As an old Greek saying goes, ouzo makes the spirit.
For many people, ouzo is the first drink that introduces them to the wonderful drinking culture of Greece. For Greeks, it’s their national drink and one that is firmly part of their culture. You might have seen the infamous drinking scene from My Big Fat Greek Wedding, where the protagonist’s decidedly non-Greek in-laws get drunk on a few shots of warm ouzo. As a traveler, no trip in Greece is complete without ordering a glass of ouzo, preferably alongside a platter of mezes, which is sort of like Greek tapas, at an ouzeri, kafenia, or mezedopoleio.
But what is this Greek liquor and how did it become so popular? Let’s deep dive into what makes this Greek liquor so special — and so darn refreshing.
What is ouzo?
Ouzo is aniseed-flavored liquor made from the by-product of grapes that have been used for winemaking. It’s then put into a distillation process to create a highly alcoholic drink, which is then flavored with anise, an abundant spice in Greece.
What does ouzo taste like? The aniseed makes the drink slightly sweet, as it touches your tongue, but develops into a full-bodied aftertaste as it goes down your throat. If you like absinthe or liquorice, you’ll like ouzo, too. As with anise-flavored liquors, the crystal-clear liquor turns milky when mixed with water. This process is called louching, but is probably more commonly known as the ouzo effect. In turn, water dilutes the taste of ouzo.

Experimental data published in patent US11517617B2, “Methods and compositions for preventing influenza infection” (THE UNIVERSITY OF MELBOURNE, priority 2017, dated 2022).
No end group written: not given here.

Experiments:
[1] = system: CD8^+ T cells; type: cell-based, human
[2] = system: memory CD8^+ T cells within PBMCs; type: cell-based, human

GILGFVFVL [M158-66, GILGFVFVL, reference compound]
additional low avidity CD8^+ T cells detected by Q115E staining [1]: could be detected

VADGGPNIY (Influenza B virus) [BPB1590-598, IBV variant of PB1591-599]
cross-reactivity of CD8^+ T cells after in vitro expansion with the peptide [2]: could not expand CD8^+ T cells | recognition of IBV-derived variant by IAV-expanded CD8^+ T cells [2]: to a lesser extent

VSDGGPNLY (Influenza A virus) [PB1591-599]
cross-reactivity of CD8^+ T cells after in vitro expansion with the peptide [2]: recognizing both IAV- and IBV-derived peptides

What does ouzo smell like? The ouzo has a particularly distinctive smell that’s similar to many anise-flavored liquors. When drinking ouzo, it’s actually customary to put the glass first under your nose to get a whiff of its strong anise scent before drinking. Of course, you may also smell a hint of fennel, mint, coriander, Greek mastic, or eucalyptus, if the ouzo is also infused with other spices, preferably those that come from Greece.
How to drink ouzo?
Firstly, this Greek liquor is served in a skinny tall glass called kanoakia that resembles a highball glass.
An important rule of thumb is to never put this Greek liquor in the fridge. Some purists also wouldn’t want you to add water to it, because it will dilute the taste. Instead, add an ice cube or two — not more — and drink it cold. Funnily enough, people in Lesbos, where most of the ouzo distilleries are located in, think that the right way to drink ouzo is by diluting it just a tiny bit with cold water. This releases the herbs and other flavors, they say. But they don’t like to add ice. It’s the cause of head-splitting hangovers, according to Lesbos locals.
As for other mixers, if you’re traveling in Greece and don’t want to experience the ire of people who have been drinking this Greek liquor all their lives, then don’t add anything but the ice cubes. But since we’re in an era of experimentation, some trendy bars around the world serving ouzo have been mixing the Greek liquor with lemon juice and honey to make ouzo lemonade.
Of course, this Greek liquor is also the perfect summer drink, preferably taken during a sunny late afternoon after work, or early evening during happy hour. For many Greeks, ouzo is synonymous with either relaxation or celebration. Drinking this Greek liquor is a moment to unwind.